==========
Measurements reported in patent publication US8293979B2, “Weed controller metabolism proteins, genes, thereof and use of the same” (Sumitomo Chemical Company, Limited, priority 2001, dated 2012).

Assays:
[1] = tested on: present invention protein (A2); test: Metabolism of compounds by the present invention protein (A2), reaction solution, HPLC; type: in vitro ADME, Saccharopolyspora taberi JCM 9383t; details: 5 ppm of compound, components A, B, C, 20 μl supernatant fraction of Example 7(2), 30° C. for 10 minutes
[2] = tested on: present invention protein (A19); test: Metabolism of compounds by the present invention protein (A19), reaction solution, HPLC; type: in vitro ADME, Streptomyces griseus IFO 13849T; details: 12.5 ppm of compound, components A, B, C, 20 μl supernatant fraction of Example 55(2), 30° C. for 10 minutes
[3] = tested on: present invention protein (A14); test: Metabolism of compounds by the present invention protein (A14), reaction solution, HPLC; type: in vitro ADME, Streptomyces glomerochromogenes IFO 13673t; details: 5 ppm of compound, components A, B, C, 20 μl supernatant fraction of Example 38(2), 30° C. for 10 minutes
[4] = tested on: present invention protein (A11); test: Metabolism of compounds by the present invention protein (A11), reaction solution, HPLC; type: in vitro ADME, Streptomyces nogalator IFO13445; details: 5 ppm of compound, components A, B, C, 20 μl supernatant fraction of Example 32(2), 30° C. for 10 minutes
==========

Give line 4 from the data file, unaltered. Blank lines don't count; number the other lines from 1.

[2] = tested on: present invention protein (A19); test: Metabolism of compounds by the present invention protein (A19), reaction solution, HPLC; type: in vitro ADME, Streptomyces griseus IFO 13849T; details: 12.5 ppm of compound, components A, B, C, 20 μl supernatant fraction of Example 55(2), 30° C. for 10 minutes